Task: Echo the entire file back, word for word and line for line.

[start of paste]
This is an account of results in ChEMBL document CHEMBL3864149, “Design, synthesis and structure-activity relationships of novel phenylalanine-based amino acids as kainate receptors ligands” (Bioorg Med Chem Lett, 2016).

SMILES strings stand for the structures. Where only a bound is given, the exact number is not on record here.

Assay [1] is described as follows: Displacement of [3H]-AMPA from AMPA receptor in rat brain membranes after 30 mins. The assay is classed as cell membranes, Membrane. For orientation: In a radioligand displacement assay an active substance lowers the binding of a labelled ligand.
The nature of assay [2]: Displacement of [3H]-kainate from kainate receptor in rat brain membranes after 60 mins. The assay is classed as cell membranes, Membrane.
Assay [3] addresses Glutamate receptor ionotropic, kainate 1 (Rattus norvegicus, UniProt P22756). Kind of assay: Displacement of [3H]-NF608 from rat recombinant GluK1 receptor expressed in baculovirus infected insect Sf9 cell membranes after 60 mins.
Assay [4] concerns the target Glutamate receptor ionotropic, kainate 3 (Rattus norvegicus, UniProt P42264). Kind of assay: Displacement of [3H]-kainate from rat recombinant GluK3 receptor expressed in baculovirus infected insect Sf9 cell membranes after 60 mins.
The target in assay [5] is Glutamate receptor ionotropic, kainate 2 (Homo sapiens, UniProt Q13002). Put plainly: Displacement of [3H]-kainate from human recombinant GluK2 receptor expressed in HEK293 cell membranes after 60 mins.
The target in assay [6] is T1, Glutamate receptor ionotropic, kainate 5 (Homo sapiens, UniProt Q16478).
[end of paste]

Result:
This is an account of results in ChEMBL document CHEMBL3864149, “Design, synthesis and structure-activity relationships of novel phenylalanine-based amino acids as kainate receptors ligands” (Bioorg Med Chem Lett, 2016).

SMILES strings stand for the structures. Where only a bound is given, the exact number is not on record here.

Assay [1] is described as follows: Displacement of [3H]-AMPA from AMPA receptor in rat brain membranes after 30 mins. The assay is classed as cell membranes, Membrane. For orientation: In a radioligand displacement assay an active substance lowers the binding of a labelled ligand.
The nature of assay [2]: Displacement of [3H]-kainate from kainate receptor in rat brain membranes after 60 mins. The assay is classed as cell membranes, Membrane.
Assay [3] addresses Glutamate receptor ionotropic, kainate 1 (Rattus norvegicus, UniProt P22756). Kind of assay: Displacement of [3H]-NF608 from rat recombinant GluK1 receptor expressed in baculovirus infected insect Sf9 cell membranes after 60 mins.
Assay [4] concerns the target Glutamate receptor ionotropic, kainate 3 (Rattus norvegicus, UniProt P42264). Kind of assay: Displacement of [3H]-kainate from rat recombinant GluK3 receptor expressed in baculovirus infected insect Sf9 cell membranes after 60 mins.
The target in assay [5] is Glutamate receptor ionotropic, kainate 2 (Homo sapiens, UniProt Q13002). Put plainly: Displacement of [3H]-kainate from human recombinant GluK2 receptor expressed in HEK293 cell membranes after 60 mins.
The target in assay [6] is T1, Glutamate receptor ionotropic, kainate 5 (Homo sapiens, UniProt Q16478).